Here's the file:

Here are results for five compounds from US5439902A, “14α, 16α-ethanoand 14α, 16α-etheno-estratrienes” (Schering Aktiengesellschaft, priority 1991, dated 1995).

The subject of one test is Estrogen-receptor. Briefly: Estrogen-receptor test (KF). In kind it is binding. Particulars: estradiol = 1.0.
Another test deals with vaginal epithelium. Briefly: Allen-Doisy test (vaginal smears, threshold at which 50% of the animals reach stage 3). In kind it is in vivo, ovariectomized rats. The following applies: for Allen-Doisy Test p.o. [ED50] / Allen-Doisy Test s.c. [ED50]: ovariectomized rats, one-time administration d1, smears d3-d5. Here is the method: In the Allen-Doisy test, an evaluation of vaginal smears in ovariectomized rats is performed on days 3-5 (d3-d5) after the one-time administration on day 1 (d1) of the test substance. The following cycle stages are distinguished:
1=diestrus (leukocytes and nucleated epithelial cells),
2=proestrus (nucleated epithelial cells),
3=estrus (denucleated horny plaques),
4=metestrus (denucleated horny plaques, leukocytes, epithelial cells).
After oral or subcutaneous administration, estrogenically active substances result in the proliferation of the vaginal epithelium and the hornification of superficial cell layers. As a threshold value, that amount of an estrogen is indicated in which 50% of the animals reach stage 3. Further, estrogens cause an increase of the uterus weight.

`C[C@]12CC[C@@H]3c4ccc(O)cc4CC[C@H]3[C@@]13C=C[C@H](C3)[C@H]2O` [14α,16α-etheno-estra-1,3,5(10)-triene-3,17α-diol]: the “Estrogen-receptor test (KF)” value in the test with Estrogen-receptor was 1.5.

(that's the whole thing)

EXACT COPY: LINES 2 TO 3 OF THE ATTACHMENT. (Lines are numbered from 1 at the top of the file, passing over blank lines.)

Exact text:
The subject of one test is Estrogen-receptor. Briefly: Estrogen-receptor test (KF). In kind it is binding. Particulars: estradiol = 1.0.
Another test deals with vaginal epithelium. Briefly: Allen-Doisy test (vaginal smears, threshold at which 50% of the animals reach stage 3). In kind it is in vivo, ovariectomized rats. The following applies: for Allen-Doisy Test p.o. [ED50] / Allen-Doisy Test s.c. [ED50]: ovariectomized rats, one-time administration d1, smears d3-d5. Here is the method: In the Allen-Doisy test, an evaluation of vaginal smears in ovariectomized rats is performed on days 3-5 (d3-d5) after the one-time administration on day 1 (d1) of the test substance. The following cycle stages are distinguished: